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Thread: mtDNA of the Cabo Verde

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    Post mtDNA of the Cabo Verde

    Mitochondrial portrait of the Cabo Verde archipelago: the Senegambian outpost of Atlantic slave trade

    A. BREHM1, L. PEREIRA2, 3, H.-J. BANDELT4, M. J. PRATA2, 3 and A. AMORIM2, 3

    In order to study the matrilineal genetic composition in Cabo Verde (Republic of Cape Verde), an archipelago that used to serve as a Portuguese entrepôt of the Atlantic slave trade, we have analysed a total of 292 mtDNAs sampled from the seven inhabitated islands for the hypervariable segment I (HVS-I) and some characteristic RFLPs of the coding regions. The different settlement history of the northwestern group of the islands is well reflected in the mtDNA pool. The total Cabo Verde sample clearly displays the characteristic mitochondrial features of the Atlantic fringe of western Africa and testifies to almost no mitochondrial input from the Portuguese colonizers.

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    Post Re: mtDNA of the Cabo Verde

    Distribution of HLA alleles in Portugal and Cabo Verde. Relationships with the slave trade route

    H. SPÍNOLA1, A. BREHM1, F. WILLIAMS2, J. JESUS1 & D. MIDDLETON2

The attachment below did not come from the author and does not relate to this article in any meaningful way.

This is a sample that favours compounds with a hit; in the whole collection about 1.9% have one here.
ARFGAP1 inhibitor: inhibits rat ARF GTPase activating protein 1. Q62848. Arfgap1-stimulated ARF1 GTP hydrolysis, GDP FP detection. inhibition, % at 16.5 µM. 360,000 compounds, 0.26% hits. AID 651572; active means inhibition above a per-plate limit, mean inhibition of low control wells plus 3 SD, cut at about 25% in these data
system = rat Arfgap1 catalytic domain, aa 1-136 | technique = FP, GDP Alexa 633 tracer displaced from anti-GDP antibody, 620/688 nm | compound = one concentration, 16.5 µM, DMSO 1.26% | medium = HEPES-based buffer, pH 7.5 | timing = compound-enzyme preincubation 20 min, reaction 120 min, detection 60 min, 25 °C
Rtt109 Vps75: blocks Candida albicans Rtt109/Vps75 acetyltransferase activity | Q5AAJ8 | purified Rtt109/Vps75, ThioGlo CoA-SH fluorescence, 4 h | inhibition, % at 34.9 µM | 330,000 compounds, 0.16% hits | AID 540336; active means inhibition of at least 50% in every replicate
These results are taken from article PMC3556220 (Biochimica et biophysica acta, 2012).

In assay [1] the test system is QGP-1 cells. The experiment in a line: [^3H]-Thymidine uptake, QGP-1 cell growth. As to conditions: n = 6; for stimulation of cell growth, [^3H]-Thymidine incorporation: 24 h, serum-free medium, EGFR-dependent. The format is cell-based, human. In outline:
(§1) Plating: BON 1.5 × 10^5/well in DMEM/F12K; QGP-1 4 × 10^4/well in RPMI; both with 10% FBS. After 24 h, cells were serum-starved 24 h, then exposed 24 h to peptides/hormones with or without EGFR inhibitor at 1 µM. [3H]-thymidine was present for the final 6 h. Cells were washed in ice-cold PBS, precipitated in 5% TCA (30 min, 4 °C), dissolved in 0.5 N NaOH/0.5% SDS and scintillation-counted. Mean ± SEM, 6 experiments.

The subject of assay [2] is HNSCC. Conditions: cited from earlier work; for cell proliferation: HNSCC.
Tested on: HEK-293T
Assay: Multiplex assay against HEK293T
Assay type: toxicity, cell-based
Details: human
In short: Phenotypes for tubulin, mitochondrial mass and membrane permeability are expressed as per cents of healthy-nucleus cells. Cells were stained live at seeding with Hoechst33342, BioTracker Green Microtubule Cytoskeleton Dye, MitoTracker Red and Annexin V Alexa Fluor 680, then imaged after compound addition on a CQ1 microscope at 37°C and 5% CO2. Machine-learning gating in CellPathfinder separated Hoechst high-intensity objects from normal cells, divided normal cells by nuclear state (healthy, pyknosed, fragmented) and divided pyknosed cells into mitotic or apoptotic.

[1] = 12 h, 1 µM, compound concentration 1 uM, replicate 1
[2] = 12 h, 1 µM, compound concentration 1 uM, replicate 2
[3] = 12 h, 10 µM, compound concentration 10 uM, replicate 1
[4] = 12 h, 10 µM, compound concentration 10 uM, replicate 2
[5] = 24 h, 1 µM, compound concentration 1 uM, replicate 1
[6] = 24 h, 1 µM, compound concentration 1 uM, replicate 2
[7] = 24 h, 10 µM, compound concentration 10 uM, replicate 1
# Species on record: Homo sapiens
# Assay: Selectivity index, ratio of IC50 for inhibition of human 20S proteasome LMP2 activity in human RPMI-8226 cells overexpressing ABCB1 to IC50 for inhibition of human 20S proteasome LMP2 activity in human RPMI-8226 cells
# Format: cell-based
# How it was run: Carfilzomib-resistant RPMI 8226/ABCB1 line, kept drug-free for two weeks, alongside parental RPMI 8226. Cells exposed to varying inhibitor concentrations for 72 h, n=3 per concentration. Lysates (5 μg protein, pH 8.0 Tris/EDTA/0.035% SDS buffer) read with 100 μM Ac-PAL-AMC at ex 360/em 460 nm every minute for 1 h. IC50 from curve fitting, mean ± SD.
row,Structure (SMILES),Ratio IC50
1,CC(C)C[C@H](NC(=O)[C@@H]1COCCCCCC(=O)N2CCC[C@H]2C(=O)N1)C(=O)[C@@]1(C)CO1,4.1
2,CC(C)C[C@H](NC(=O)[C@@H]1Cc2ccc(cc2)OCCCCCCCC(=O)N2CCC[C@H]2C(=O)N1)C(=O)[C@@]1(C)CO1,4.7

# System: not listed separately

HLA-A, -B, and -DR frequencies were analysed in populations from Portugal and the Madeira and Cabo Verde Archipelagos, aiming to characterize their genetic composition. Portuguese settlers colonized both Archipelagos in the 15th and 16th centuries. Madeira received many sub-Saharan slaves to work in the sugar plantations, and Cabo Verde served as a pivotal market in the Atlantic slave trade and was populated by individuals coming from the Senegambia region of the West African coast. The population of Madeira shows the highest genetic diversity and the presence of alleles and haplotypes usually linked to sub-Saharan populations, the haplotypes accounting for 3.5% of the total. Cabo Verde presents typical markers acknowledged to be of European or Ibero-Mediterranean origin, thus revealing the admixture of European settlers with Sub-Saharan slaves. Altogether the number of European haplotypes reaches 15% of the total. The Portuguese population shows a perceivable and significant heterogeneity both in allele and haplotype frequencies, unveiling a differential input of peoples from different origins. A PCA of the populations studied, plus other relevant ones, clearly shows gene heterogeneity in mainland Portugal as well as the differences and relationships between these populations and Madeira and Cabo Verde.

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